To examine the potential use of fucoidan in the treatment of osteosarcoma, we tested it’s effect on tumor growth in vivo. After inoculation of murine osteosarcoma LM8 tumor cells in the back of C3H mice, the animals were treated with oral 100 mg/kg/day nanoparticle fucoidan or native fucoidan. Mice of the control group were treated with water (vehicle) only. Treatment with native fucoidan (P < 0.05) and nanoparticle fucoidan (P < 0.01) resulted in significant reduction in tumor volume in the LM8 xenografted mice, relative to the control (Figure 3A,D). In the next set of experiments, we demonstrated that the anti-sarcoma effect was not due to significant changes in lecithin and dextrin used for liposome preparation (Figure 3A). Relative to the control, treatment with native fucoidan and nanoparticle fucoidan resulted in reduction of tumor tissue weight, though the effect of the latter was significant (P < 0.05) compared with marginal significance for the former (P = 0.065) (Figure 3B). Importantly, both preparations did not induce significant reduction in body weight throughout the experimental period, compared with the control (Figure 3C). With regard to side effects of the drug, no gross abnormalities were noted in mice treated at the selected dose.

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Figure 3. Effects of fucoidan on tumor growth in mice xenografted with LM8 osteosarcoma cells. Water (n = 9), lecithin and dextrin (Lec + Dex) (n = 6), native fucoidan (Native-Fuc) (n = 8) or nanoparticle fucoidan (Nano-Fuc) (n = 8) were administrated orally every day for four weeks, (A) Effects of fucoidan on tumor volume; (B) Effects of fucoidan on tumor tissue weight; (C) Effects of fucoidan on body weight. Data are mean ± SD (n = 3); (D) Photographs of nanoparticle fucoidan-treated and untreated osteosarcoma-bearing mice four weeks after subcutaneous inoculation with LM8 (top). Tumors were excised on day 28. The photographs show representative tumor of an untreated mouse (bottom left) and that of nanoparticle fucoidan-treated mouse (bottom right).

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Figure 3. Effects of fucoidan on tumor growth in mice xenografted with LM8 osteosarcoma cells. Water (n = 9), lecithin and dextrin (Lec + Dex) (n = 6), native fucoidan (Native-Fuc) (n = 8) or nanoparticle fucoidan (Nano-Fuc) (n = 8) were administrated orally every day for four weeks, (A) Effects of fucoidan on tumor volume; (B) Effects of fucoidan on tumor tissue weight; (C) Effects of fucoidan on body weight. Data are mean ± SD (n = 3); (D) Photographs of nanoparticle fucoidan-treated and untreated osteosarcoma-bearing mice four weeks after subcutaneous inoculation with LM8 (top). Tumors were excised on day 28. The photographs show representative tumor of an untreated mouse (bottom left) and that of nanoparticle fucoidan-treated mouse (bottom right).
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2.3. Fucoidan Induces Apoptosis in Osteosarcoma Xenograft Model

Hematoxylin and eosin (H&E) staining and terminal deoxynucleotidyl transferase-mediated dUTP nick end labeling (TUNEL) assay were performed to evaluate the cell death mechanism in vivo. Figure 4A,B shows dark blue hematoxylin-stained nuclei and pink eosin-stained cytoplasm, whereas native fucoidan- and nanoparticle fucoidan-treated tumors (Figure 4C,D, H&E) show large numbers of apoptotic cells with nuclear condensation and fragmentation. Correspondingly, the density of viable tumor cells was substantially decreased. TUNEL staining confirmed more extensive apoptosis in the native fucoidan- and nanoparticle fucoidan-treated tumors compared with the control with LM8-derived tumors (Figure 4C,D, TUNEL).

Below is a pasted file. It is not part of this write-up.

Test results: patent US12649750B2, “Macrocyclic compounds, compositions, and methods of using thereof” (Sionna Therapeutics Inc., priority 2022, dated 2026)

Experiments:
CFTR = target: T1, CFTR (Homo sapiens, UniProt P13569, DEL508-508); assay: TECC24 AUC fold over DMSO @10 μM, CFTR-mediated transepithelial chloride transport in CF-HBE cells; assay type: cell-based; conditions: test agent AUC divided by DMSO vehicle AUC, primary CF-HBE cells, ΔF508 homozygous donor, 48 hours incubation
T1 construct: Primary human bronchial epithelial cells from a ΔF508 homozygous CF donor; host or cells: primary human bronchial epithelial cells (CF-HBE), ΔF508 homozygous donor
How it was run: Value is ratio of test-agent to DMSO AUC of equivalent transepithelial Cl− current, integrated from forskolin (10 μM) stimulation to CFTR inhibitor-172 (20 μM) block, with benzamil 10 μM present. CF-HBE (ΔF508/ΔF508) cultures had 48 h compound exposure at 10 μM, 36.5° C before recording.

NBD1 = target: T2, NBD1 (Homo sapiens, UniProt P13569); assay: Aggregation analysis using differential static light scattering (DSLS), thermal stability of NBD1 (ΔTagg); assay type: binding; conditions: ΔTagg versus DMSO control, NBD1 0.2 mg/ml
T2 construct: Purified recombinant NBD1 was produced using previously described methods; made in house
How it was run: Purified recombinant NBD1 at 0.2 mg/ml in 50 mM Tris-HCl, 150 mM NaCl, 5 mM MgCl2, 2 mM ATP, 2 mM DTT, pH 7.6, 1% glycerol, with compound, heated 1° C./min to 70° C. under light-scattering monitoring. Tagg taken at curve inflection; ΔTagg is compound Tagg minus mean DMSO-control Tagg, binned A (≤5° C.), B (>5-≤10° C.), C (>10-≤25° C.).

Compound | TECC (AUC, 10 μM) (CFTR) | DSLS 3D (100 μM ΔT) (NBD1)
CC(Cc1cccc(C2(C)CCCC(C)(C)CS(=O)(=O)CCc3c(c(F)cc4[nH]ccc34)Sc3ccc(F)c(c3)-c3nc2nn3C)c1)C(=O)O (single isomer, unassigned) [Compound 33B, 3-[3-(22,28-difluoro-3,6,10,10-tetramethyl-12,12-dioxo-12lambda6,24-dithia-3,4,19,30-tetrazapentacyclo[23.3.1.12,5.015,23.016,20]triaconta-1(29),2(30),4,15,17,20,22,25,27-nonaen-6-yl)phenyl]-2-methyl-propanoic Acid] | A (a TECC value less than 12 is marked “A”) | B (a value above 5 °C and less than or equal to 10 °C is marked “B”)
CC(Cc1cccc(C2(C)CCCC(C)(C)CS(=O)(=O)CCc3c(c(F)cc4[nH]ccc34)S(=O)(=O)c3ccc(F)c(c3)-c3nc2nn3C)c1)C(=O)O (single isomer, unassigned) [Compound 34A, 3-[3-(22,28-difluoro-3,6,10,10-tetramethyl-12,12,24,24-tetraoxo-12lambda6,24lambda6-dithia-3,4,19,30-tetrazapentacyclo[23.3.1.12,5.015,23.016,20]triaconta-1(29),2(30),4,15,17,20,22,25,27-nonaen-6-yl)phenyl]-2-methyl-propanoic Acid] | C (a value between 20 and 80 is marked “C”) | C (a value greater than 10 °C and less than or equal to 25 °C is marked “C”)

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Figure 4. Fucoidan induces apoptosis in local primary tumors and inhibits lung metastases in mice, (AD) hematoxylin and eosin (H&E) staining and in situ terminal deoxynucleotidyl transferase-mediated dUTP nick end labeling (TUNEL) assays of LM8-derived tumor tissues. Tumors obtained from mice treated with water (A), lecithin and dextrin (Lec + Dex) (B), native fucoidan (Native-Fuc) (C) or nanoparticle fucoidan (Nano-Fuc) (D) daily were harvested on day 28 and subjected to analysis. Magnification, ×400; (E) Microphotographs of the lungs in treated mice. A four-point scale was used for quantitative scoring of invasion of LM8 cells into the lung, where 0 (absent or negative) indicates no invasion, and 1+, 2+ and 3+ indicate small, moderate and extensive invasion, respectively. Magnification, ×25; (F) Representative pictures showing gross appearance of the lungs of mice treated (right) or untreated (left) with nanoparticle fucoidan examined on day 28.

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Figure 4. Fucoidan induces apoptosis in local primary tumors and inhibits lung metastases in mice, (AD) hematoxylin and eosin (H&E) staining and in situ terminal deoxynucleotidyl transferase-mediated dUTP nick end labeling (TUNEL) assays of LM8-derived tumor tissues. Tumors obtained from mice treated with water (A), lecithin and dextrin (Lec + Dex) (B), native fucoidan (Native-Fuc) (C) or nanoparticle fucoidan (Nano-Fuc) (D) daily were harvested on day 28 and subjected to analysis. Magnification, ×400; (E) Microphotographs of the lungs in treated mice. A four-point scale was used for quantitative scoring of invasion of LM8 cells into the lung, where 0 (absent or negative) indicates no invasion, and 1+, 2+ and 3+ indicate small, moderate and extensive invasion, respectively. Magnification, ×25; (F) Representative pictures showing gross appearance of the lungs of mice treated (right) or untreated (left) with nanoparticle fucoidan examined on day 28.
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2.4. Fucoidan Inhibits Metastasis of Mouse Osteosarcoma Cells to the Lung